Cork Jazz Festival

It was a filthy night. The rain beat against our backs and bounced up onto our bodies, as we weaved our way heads-down, hoods up, through the torrent of water, towards the Everyman Theatre on MacCurtain Street.

We passed a lone saxophonist propped against a lamp-post, seemingly unaware of the deluge, immersed in his own melody.

It was the first night of the biggest, most exciting Jazz Festival yet to be seen in Cork, with 800 performers in 45 venues and 40,000 jazz fans.

Rene Marie signing CDs after her performance at the Everyman – Cork Jazz festival. Image by Anne Stewart

Efterklang, Chic & Nile Rodgers and Primal Scream were playing at the Opera House, but we came to see Rene Marie, the award-winning American singer, who gave a sensual rendering of Eartha Kitt’s “C’est Si Bon” and “I Want to Be Evil” in the Everyman Theatre.

Two of Rene Marie’s admirers, Owen Morton (left) and Peter Stewart. Image by Anne Stewart

The real jazz, according to the organisers, was at the Triskel Christchurch, across the river on Tobin Street, where 16 concerts were staged in the three days of the festival.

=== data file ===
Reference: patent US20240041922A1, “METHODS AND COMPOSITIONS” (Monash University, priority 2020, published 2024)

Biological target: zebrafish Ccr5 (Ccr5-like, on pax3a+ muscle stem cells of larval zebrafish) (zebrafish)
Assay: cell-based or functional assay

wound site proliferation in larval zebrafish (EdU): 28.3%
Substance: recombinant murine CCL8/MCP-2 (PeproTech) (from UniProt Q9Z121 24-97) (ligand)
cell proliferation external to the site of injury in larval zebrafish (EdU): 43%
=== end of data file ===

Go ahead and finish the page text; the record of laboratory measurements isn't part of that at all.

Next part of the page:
We took our pews in this reverent setting and listened to the Perico Sambeat Quartet, enthralled. Perico, born in 1962 in Valencia, Spain, played the alto saxophone with Albert Sanz on piano, Alex Davis played the double bass and the Irishman, Stephen Keogh was on drums.

Perico Sambeat, saxophonist, relaxing after his performance in the Triskel, Cork Jazz Festival. Image by Gonzalo Duran
Perico Sambeat, saxophonist, relaxing after his performance in the Triskel – Cork Jazz Festival. Image by Gonzalo Duran Rius

Dino Saluzzi, from Argentina, followed on from Perico Sambeat. He took to the altar, crossing his hands and holding them to his chest, as he spoke in a low, sermonic voice, “all we need is “lealtad, humilidad y amor” (loyalty, humility and love), he preached.

Dino played the bandoneon, which is designed to play religious music, with his brother, Felix, on the tenor saxophone and clarinet and Anja Lechner on cello , forming the Saluzzi Lechner Saluzzi Trio. As we watched and listened, a couple above us danced a gentle tango.

Our appetite for jazz was insatiable, as we once again crossed the river to the Metropole Hotel, or the Met, as it is known in Cork, where 4 rooms were dedicated to jazz, funk, soul and blues with artists from Ireland, Germany, The Netherlands, UK and Denmark.

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